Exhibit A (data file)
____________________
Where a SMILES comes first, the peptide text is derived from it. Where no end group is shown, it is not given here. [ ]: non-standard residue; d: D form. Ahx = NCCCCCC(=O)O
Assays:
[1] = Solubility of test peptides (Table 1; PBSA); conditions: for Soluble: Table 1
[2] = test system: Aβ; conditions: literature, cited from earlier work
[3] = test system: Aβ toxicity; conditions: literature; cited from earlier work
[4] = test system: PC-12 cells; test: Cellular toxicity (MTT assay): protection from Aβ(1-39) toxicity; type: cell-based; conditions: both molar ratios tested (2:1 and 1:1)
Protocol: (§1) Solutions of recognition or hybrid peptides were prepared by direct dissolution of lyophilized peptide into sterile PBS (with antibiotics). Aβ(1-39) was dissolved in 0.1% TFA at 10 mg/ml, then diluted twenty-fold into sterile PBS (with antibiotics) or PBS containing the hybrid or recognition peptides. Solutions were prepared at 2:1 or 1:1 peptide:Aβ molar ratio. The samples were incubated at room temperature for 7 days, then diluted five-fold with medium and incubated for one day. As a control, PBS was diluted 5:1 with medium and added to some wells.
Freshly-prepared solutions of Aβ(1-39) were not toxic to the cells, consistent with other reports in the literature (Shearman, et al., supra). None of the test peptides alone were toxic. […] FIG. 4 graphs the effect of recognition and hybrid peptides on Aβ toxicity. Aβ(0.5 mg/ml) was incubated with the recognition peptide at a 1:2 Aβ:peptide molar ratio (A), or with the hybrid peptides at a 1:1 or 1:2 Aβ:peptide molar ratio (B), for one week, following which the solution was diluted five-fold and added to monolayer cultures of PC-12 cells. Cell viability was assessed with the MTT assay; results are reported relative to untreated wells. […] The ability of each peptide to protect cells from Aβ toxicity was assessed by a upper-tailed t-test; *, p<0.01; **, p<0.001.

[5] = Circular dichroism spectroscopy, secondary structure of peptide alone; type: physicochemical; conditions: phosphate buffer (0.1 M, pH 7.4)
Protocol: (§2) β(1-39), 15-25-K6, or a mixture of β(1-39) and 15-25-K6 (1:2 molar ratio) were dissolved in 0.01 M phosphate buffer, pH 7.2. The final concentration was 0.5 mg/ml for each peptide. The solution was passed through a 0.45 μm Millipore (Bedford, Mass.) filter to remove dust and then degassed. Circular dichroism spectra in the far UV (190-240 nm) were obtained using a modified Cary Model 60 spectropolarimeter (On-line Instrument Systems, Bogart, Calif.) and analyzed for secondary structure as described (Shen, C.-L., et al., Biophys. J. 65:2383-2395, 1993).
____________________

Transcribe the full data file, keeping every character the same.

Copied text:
Where a SMILES comes first, the peptide text is derived from it. Where no end group is shown, it is not given here. [ ]: non-standard residue; d: D form. Ahx = NCCCCCC(=O)O
Assays:
[1] = Solubility of test peptides (Table 1; PBSA); conditions: for Soluble: Table 1
[2] = test system: Aβ; conditions: literature, cited from earlier work
[3] = test system: Aβ toxicity; conditions: literature; cited from earlier work
[4] = test system: PC-12 cells; test: Cellular toxicity (MTT assay): protection from Aβ(1-39) toxicity; type: cell-based; conditions: both molar ratios tested (2:1 and 1:1)
Protocol: (§1) Solutions of recognition or hybrid peptides were prepared by direct dissolution of lyophilized peptide into sterile PBS (with antibiotics). Aβ(1-39) was dissolved in 0.1% TFA at 10 mg/ml, then diluted twenty-fold into sterile PBS (with antibiotics) or PBS containing the hybrid or recognition peptides. Solutions were prepared at 2:1 or 1:1 peptide:Aβ molar ratio. The samples were incubated at room temperature for 7 days, then diluted five-fold with medium and incubated for one day. As a control, PBS was diluted 5:1 with medium and added to some wells.
Freshly-prepared solutions of Aβ(1-39) were not toxic to the cells, consistent with other reports in the literature (Shearman, et al., supra). None of the test peptides alone were toxic. […] FIG. 4 graphs the effect of recognition and hybrid peptides on Aβ toxicity. Aβ(0.5 mg/ml) was incubated with the recognition peptide at a 1:2 Aβ:peptide molar ratio (A), or with the hybrid peptides at a 1:1 or 1:2 Aβ:peptide molar ratio (B), for one week, following which the solution was diluted five-fold and added to monolayer cultures of PC-12 cells. Cell viability was assessed with the MTT assay; results are reported relative to untreated wells. […] The ability of each peptide to protect cells from Aβ toxicity was assessed by a upper-tailed t-test; *, p<0.01; **, p<0.001.

[5] = Circular dichroism spectroscopy, secondary structure of peptide alone; type: physicochemical; conditions: phosphate buffer (0.1 M, pH 7.4)
Protocol: (§2) β(1-39), 15-25-K6, or a mixture of β(1-39) and 15-25-K6 (1:2 molar ratio) were dissolved in 0.01 M phosphate buffer, pH 7.2. The final concentration was 0.5 mg/ml for each peptide. The solution was passed through a 0.45 μm Millipore (Bedford, Mass.) filter to remove dust and then degassed. Circular dichroism spectra in the far UV (190-240 nm) were obtained using a modified Cary Model 60 spectropolarimeter (On-line Instrument Systems, Bogart, Calif.) and analyzed for secondary structure as described (Shen, C.-L., et al., Biophys. J. 65:2383-2395, 1993).